Fall is in the air and school playgrounds are hubs of activity where teams are formed and games are played. Imagine one hundred children lined up ready and excited to play. Immediately sixty are benched, and only forty are allowed to play. We would never allow this on the playground; however, this is what is occurring daily in Literacy instruction. This scenario mirrors our Early Literacy scores, which show that while forty percent of fourth-graders score proficient, barely twenty percent of historically or underserved Black and Hispanic do. Team Literate vs Team illiterate; this inequity impacts lives and silence voices.
Equitable education is the critical issue facing public education today and the root cause of the achievement gap. This is the major issue facing public education today, and the tangled roots of inequity are deeply embedded within our educational system. Inequity is the root cause of the achievement gap, and the disparity of opportunity directly impacts student achievement and creates marginalized groups of learners in urban, suburban, and rural schools. We’re working hard, but failing children. The effects are profound.
Strikingly, the notion of educational reform is evident in 1966 writings, yet in 2019, our children are still caught within the inequity of education and trapped by the disparity of learning opportunities. Literacy is the process of reading, writing, listening, and speaking, and are the way we connect, communicate, and interact within society. The difference between literate and illiterate are two letters, but those two letters remove voices from the greater conversation.
Although educators have been resolute about closing gaps for over three decades, they have had little success.
As teachers, we’re working hard, yet the reality is that what we are doing is only working forty percent of the time and only twenty percent of the time for our underserved student groups. Teachers are showing up every day with the best of intentions; however, we continue to get the same results. Nationwide Data paints a clear picture of the achievement gap and points to the need for equitable access to research-based curriculums, explicit and systematic foundational skills instruction, and standards-aligned instruction in knowledge-based competencies. First and best instruction consisting of grade-appropriate assignments, strong instruction, deep engagement, and high expectations belongs in every classroom.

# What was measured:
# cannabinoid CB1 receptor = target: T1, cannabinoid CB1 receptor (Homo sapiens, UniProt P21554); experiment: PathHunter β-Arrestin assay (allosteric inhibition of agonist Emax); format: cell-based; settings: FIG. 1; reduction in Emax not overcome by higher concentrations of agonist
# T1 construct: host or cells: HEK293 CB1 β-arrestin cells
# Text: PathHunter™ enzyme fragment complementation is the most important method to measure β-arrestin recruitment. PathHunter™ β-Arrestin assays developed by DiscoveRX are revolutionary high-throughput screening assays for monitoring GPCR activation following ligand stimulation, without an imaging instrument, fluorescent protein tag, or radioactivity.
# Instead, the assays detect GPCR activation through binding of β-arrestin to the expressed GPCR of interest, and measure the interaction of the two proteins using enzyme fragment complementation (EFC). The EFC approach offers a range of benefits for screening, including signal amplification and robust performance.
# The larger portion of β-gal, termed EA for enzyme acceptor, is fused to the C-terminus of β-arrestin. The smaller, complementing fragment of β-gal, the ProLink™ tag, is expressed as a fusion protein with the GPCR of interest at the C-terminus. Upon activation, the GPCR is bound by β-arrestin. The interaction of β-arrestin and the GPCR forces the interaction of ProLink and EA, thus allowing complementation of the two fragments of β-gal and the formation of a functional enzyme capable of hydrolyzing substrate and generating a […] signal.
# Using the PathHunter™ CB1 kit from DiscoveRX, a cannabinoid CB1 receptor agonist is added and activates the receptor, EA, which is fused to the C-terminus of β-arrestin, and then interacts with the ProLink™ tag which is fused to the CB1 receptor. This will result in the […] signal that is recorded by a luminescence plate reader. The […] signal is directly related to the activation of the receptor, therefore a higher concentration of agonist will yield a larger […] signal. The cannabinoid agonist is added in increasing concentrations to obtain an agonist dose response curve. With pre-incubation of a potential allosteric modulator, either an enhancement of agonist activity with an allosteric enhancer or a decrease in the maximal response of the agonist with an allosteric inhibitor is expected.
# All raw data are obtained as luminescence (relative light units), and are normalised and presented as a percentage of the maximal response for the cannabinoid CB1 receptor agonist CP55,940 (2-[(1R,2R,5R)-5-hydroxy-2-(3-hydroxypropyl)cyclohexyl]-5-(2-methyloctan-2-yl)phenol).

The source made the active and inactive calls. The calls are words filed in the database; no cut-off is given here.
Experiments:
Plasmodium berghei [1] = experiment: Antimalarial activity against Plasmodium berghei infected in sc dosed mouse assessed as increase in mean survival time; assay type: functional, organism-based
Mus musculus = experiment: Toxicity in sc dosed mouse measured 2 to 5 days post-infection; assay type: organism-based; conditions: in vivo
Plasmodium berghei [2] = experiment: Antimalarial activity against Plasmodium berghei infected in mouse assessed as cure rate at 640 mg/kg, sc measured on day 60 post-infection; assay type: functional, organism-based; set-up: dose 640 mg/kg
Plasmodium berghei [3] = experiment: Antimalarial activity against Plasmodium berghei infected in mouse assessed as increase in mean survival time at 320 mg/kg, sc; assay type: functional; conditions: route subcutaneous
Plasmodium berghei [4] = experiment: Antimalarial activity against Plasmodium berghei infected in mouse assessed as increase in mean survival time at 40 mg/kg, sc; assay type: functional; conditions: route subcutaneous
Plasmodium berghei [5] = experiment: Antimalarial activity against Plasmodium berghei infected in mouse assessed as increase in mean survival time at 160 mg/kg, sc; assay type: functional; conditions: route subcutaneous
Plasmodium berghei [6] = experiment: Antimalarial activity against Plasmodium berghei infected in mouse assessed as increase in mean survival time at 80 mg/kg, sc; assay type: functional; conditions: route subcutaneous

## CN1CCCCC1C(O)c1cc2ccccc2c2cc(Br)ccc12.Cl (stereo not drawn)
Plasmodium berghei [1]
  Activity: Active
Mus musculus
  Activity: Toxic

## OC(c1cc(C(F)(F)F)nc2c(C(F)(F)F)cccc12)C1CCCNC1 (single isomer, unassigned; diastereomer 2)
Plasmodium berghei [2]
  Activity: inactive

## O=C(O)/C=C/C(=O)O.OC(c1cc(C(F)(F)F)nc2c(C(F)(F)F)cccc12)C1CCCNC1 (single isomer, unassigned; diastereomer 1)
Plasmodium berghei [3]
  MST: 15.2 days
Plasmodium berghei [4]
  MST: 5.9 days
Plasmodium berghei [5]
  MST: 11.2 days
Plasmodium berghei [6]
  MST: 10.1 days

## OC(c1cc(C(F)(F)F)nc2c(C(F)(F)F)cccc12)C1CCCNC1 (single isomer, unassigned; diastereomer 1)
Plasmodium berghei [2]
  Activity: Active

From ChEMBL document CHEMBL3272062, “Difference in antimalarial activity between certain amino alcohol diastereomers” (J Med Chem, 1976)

We must shift our perspective and look beyond grade levels to take a balcony view of the K-5 Literacy continuum. Research-based systematic phonics instruction and the skill-based competencies are the nuts and bolts of reading and the foundation of Kindergarten through third-grade literacy instruction. Skills-based competencies are the scaffolding to the truss bridge of literacy and they provide critical supports to knowledge-based competencies. Knowledge-based competencies are developmental beginning at birth and continue through adulthood. They include concepts about the world, the understanding and expressing of complex ideas, vocabulary, and oral language. Research shows that Skills and Knowledge-based competencies are interrelated and critical for academic success, and both must be present in literacy instruction.
This is an adaptive challenge that requires personal change. Heifetz, Grashow, and Linsky (2009) stated that “making progress requires going beyond any authoritative expertise to mobilize discovery, shedding certain entrenched ways, tolerating losses, and generating the new capacity to thrive anew” (p. 19). Education reform is achievable through equitable access to research-based curriculums, explicit and systematic foundational skills instruction, and standards-aligned instruction in knowledge-based competencies. The stakes are high; however, as educators, we are at a unique pivot point. By providing students access to grade-appropriate assignments, strong instruction, deep engagement, and high expectations, we will improve our literacy instruction.
As a community, we must create opportunities to take action to build literacy. Families, caregivers, and communities are full partners in their children’s education. When all stakeholders engage in the work together, we increase opportunities for all students and break cycles of poverty within our communities. As a community, we must engage in advocating and supporting literacy within our homes and schools. Classroom learning must transcend classroom walls and engage communities as stakeholders in learning.
It is not enough to merely address the topic of equitable education; as teachers, we must reflect and make adaptive changes to our instructional practice to ensure that all students receive access to grade-appropriate assignments, strong instruction, deep engagement, and high expectations. Equitable first and best instruction belongs in every classroom. We are the first line of opportunity to ensure every child receives an equitable education. It’s their future; it’s our responsibility, it’s a call to action! Let’s change the game!
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